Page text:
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Shays’s Rebellion

Daniel Shays was born in Massachusetts in 1747. Shays joined the local militia and fought in the battles of Bunker Hill, Saratoga, and Lexington. He rose to through the ranks and became the Captain of the 5th Massachusetts Regiment. He was wounded and, like many soldiers, was never paid for his 5 years of military service. Without that money, he could not pay back his debts.

After attending a couple town meetings, he discovered that others also had not gotten their money for military service. In 1782, a man named Job Shattuck, who was a farmer in Groton, gathered a group of farmers, and physically prevented tax collectors from collecting taxes from poor farmers.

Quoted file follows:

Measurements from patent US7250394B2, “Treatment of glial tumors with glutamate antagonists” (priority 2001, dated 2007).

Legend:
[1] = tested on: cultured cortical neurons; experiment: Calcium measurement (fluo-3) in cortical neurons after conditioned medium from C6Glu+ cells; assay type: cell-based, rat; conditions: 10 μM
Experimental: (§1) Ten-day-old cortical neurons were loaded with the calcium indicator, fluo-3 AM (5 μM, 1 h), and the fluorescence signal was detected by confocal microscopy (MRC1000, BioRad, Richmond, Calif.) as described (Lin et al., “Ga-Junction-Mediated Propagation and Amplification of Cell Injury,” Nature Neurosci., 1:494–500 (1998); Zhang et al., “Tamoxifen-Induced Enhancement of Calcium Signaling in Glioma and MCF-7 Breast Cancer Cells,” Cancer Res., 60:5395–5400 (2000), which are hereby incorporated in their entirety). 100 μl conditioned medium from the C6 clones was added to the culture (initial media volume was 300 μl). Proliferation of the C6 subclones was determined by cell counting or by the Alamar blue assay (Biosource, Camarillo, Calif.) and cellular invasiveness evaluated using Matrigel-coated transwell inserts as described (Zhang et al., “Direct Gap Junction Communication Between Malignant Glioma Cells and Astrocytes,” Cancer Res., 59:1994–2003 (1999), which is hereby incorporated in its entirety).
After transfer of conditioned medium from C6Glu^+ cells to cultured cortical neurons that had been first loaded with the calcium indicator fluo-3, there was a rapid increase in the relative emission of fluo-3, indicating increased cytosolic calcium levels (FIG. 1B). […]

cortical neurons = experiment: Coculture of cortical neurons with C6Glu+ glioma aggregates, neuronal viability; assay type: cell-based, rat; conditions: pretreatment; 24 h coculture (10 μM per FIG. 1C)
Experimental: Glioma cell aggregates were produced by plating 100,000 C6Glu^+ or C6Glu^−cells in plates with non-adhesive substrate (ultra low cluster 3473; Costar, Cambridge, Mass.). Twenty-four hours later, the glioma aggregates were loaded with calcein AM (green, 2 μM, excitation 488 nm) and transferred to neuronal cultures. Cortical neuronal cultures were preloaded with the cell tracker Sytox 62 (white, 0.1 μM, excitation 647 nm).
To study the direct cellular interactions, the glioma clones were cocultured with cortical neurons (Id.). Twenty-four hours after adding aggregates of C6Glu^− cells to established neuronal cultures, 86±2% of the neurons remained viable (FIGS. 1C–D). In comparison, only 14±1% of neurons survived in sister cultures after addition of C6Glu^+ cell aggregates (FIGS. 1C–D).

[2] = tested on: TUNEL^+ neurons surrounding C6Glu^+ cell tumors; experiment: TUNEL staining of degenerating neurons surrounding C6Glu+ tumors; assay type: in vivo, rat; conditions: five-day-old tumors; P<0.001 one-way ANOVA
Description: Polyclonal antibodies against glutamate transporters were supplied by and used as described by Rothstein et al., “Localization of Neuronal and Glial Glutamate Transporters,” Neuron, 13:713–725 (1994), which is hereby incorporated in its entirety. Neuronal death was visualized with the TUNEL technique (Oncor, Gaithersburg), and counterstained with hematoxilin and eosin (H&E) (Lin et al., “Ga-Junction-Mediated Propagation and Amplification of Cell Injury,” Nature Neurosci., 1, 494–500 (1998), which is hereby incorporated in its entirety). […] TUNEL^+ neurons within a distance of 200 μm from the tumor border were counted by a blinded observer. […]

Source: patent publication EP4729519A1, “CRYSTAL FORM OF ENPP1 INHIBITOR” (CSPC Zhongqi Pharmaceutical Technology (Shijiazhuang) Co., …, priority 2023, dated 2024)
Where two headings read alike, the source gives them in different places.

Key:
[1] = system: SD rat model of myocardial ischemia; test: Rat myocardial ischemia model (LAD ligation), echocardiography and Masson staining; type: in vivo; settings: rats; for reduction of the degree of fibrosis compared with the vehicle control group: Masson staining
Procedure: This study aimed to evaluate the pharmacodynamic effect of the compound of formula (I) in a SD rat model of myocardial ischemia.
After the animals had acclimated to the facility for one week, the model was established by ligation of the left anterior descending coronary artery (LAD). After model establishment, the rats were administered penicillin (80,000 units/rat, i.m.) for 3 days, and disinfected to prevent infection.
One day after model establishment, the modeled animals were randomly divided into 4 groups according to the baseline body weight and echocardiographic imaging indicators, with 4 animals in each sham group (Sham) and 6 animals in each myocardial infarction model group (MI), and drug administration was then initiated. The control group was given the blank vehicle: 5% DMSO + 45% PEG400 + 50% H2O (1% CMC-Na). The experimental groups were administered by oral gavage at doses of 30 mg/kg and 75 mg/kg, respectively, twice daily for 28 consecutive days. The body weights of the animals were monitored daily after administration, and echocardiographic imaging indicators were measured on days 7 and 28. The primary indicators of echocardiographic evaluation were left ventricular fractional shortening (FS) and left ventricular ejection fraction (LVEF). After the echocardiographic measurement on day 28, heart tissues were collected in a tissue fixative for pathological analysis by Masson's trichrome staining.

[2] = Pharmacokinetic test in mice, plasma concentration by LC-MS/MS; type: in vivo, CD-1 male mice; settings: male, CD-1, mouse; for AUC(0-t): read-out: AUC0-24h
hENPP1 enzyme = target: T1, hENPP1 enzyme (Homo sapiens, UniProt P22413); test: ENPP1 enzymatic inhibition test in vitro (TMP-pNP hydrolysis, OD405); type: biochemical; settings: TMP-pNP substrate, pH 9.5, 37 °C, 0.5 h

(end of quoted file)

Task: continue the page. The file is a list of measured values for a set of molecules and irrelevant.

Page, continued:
In 1783, in Uxbridge, a mob confiscated land and gave it back to its rightful owners. In 1785, John Hancock retired, and James Bowdoin was elected Governor of Massachusetts. In 1787, Shays took drastic action. He and his 1,200 troops marched to Springfield, Massachusetts to battle Bowdoin’s private militia. Only 4 of Shays’s men were killed and 20 were wounded.

In 1788, Shays was pardoned. He returned to Vermont and received pay for his 5 years of military service. After Shays’ Rebellion, John Hancock was re-elected as the Governor of Massachusetts.

Shays’s Rebellion is important because it showed us that we needed to reject the Articles of Confederation, come together at the Constitutional Convention, and write the United States Constitution.

Joke: What’s Daniel Shays’ favorite month? May, because it rhymes with Shay.

Works Cited

Dr. Michelle Getchell. Shay’s Rebellion. Khan Editors. Shays’ Rebellion. A & E Television Networks. Last updated 21 August, 2018.

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